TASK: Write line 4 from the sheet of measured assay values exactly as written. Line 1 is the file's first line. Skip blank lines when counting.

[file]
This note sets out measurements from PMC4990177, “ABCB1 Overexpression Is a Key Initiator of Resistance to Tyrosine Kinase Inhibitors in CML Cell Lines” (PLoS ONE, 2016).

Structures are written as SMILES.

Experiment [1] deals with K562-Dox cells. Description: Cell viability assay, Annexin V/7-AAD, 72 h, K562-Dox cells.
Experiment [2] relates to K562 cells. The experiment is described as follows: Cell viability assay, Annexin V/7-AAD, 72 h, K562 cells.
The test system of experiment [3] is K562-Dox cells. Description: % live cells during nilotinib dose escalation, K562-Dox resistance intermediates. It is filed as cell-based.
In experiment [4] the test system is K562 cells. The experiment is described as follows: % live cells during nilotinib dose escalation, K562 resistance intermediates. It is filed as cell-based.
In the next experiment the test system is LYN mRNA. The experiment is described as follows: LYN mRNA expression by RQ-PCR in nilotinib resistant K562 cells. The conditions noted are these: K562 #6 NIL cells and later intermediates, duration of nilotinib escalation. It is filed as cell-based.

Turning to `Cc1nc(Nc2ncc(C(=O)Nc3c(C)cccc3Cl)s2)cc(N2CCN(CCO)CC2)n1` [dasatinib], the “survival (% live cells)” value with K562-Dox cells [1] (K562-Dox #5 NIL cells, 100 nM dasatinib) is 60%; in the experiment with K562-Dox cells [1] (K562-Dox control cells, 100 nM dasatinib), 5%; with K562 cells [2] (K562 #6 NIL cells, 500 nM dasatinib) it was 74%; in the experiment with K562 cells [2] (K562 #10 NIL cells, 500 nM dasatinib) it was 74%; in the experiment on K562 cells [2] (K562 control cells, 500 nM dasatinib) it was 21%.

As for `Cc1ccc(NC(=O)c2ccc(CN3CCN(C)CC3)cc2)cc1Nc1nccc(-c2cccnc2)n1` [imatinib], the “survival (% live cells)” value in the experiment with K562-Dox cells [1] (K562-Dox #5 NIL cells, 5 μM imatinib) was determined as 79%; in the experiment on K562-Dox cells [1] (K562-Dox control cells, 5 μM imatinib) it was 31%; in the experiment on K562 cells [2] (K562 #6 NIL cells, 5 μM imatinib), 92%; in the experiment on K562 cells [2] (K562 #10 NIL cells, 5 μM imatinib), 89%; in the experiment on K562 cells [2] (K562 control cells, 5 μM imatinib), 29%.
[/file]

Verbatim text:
Experiment [2] relates to K562 cells. The experiment is described as follows: Cell viability assay, Annexin V/7-AAD, 72 h, K562 cells.